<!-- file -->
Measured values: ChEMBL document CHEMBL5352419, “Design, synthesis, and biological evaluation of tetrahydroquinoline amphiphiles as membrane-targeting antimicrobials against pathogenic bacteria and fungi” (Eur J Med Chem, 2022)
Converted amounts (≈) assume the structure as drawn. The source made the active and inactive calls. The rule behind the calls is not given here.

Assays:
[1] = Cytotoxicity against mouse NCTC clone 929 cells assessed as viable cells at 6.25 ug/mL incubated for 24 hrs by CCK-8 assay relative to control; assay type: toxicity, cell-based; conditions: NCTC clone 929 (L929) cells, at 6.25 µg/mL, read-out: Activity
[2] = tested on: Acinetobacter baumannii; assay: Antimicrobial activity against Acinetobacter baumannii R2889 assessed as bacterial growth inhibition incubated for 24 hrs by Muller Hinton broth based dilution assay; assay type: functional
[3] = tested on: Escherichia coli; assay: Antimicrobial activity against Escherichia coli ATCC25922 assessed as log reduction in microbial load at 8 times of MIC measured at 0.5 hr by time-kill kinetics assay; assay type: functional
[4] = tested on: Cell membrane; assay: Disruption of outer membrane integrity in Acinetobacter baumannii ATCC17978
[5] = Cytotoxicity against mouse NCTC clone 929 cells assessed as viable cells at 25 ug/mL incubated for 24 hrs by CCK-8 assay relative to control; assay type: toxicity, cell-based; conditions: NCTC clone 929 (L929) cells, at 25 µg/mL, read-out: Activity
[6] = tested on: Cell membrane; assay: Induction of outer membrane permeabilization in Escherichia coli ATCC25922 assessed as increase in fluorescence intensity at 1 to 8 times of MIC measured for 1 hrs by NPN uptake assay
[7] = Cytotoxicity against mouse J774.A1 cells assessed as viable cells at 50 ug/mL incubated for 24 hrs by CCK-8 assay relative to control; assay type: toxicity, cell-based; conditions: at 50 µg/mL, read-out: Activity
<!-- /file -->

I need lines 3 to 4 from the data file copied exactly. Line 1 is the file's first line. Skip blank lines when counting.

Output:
Assays:
[1] = Cytotoxicity against mouse NCTC clone 929 cells assessed as viable cells at 6.25 ug/mL incubated for 24 hrs by CCK-8 assay relative to control; assay type: toxicity, cell-based; conditions: NCTC clone 929 (L929) cells, at 6.25 µg/mL, read-out: Activity